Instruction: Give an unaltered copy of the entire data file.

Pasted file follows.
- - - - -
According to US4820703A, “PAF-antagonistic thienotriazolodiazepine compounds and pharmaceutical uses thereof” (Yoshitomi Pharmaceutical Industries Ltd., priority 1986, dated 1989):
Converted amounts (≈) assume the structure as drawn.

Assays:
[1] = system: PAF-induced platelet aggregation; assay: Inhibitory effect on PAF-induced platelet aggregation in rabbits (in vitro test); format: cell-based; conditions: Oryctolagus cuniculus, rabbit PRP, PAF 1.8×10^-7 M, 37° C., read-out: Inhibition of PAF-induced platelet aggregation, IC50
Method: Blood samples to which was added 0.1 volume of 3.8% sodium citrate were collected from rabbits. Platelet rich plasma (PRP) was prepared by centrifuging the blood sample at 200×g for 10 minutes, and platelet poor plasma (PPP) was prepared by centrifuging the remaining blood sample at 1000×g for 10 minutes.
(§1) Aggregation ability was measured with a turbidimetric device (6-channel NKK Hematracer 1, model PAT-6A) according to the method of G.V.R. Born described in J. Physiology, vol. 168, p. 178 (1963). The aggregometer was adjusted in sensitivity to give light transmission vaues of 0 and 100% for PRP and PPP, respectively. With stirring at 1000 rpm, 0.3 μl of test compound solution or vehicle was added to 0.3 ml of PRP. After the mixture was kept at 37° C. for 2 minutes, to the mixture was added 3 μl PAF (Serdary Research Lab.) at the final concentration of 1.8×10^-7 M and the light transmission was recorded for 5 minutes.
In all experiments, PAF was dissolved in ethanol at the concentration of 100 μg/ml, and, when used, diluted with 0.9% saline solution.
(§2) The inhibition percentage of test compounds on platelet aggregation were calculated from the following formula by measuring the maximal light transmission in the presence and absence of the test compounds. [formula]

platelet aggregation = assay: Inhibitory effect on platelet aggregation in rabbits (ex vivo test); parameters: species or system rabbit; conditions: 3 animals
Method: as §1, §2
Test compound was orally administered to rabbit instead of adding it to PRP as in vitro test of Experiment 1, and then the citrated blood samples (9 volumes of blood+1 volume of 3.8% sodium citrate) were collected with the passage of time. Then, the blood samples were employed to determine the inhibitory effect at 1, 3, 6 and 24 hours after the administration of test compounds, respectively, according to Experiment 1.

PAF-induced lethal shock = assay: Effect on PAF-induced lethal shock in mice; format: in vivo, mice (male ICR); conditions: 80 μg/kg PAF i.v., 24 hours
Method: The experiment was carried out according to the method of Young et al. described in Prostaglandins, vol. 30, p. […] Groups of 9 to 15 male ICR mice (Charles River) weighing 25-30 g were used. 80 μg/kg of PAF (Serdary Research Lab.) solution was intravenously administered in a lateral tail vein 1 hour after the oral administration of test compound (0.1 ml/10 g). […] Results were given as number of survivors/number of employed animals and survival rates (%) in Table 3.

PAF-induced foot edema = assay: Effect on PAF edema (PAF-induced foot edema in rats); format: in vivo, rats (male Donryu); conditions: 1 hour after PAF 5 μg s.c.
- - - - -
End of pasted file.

According to US4820703A, “PAF-antagonistic thienotriazolodiazepine compounds and pharmaceutical uses thereof” (Yoshitomi Pharmaceutical Industries Ltd., priority 1986, dated 1989):
Converted amounts (≈) assume the structure as drawn.

Assays:
[1] = system: PAF-induced platelet aggregation; assay: Inhibitory effect on PAF-induced platelet aggregation in rabbits (in vitro test); format: cell-based; conditions: Oryctolagus cuniculus, rabbit PRP, PAF 1.8×10^-7 M, 37° C., read-out: Inhibition of PAF-induced platelet aggregation, IC50
Method: Blood samples to which was added 0.1 volume of 3.8% sodium citrate were collected from rabbits. Platelet rich plasma (PRP) was prepared by centrifuging the blood sample at 200×g for 10 minutes, and platelet poor plasma (PPP) was prepared by centrifuging the remaining blood sample at 1000×g for 10 minutes.
(§1) Aggregation ability was measured with a turbidimetric device (6-channel NKK Hematracer 1, model PAT-6A) according to the method of G.V.R. Born described in J. Physiology, vol. 168, p. 178 (1963). The aggregometer was adjusted in sensitivity to give light transmission vaues of 0 and 100% for PRP and PPP, respectively. With stirring at 1000 rpm, 0.3 μl of test compound solution or vehicle was added to 0.3 ml of PRP. After the mixture was kept at 37° C. for 2 minutes, to the mixture was added 3 μl PAF (Serdary Research Lab.) at the final concentration of 1.8×10^-7 M and the light transmission was recorded for 5 minutes.
In all experiments, PAF was dissolved in ethanol at the concentration of 100 μg/ml, and, when used, diluted with 0.9% saline solution.
(§2) The inhibition percentage of test compounds on platelet aggregation were calculated from the following formula by measuring the maximal light transmission in the presence and absence of the test compounds. [formula]

platelet aggregation = assay: Inhibitory effect on platelet aggregation in rabbits (ex vivo test); parameters: species or system rabbit; conditions: 3 animals
Method: as §1, §2
Test compound was orally administered to rabbit instead of adding it to PRP as in vitro test of Experiment 1, and then the citrated blood samples (9 volumes of blood+1 volume of 3.8% sodium citrate) were collected with the passage of time. Then, the blood samples were employed to determine the inhibitory effect at 1, 3, 6 and 24 hours after the administration of test compounds, respectively, according to Experiment 1.

PAF-induced lethal shock = assay: Effect on PAF-induced lethal shock in mice; format: in vivo, mice (male ICR); conditions: 80 μg/kg PAF i.v., 24 hours
Method: The experiment was carried out according to the method of Young et al. described in Prostaglandins, vol. 30, p. […] Groups of 9 to 15 male ICR mice (Charles River) weighing 25-30 g were used. 80 μg/kg of PAF (Serdary Research Lab.) solution was intravenously administered in a lateral tail vein 1 hour after the oral administration of test compound (0.1 ml/10 g). […] Results were given as number of survivors/number of employed animals and survival rates (%) in Table 3.

PAF-induced foot edema = assay: Effect on PAF edema (PAF-induced foot edema in rats); format: in vivo, rats (male Donryu); conditions: 1 hour after PAF 5 μg s.c.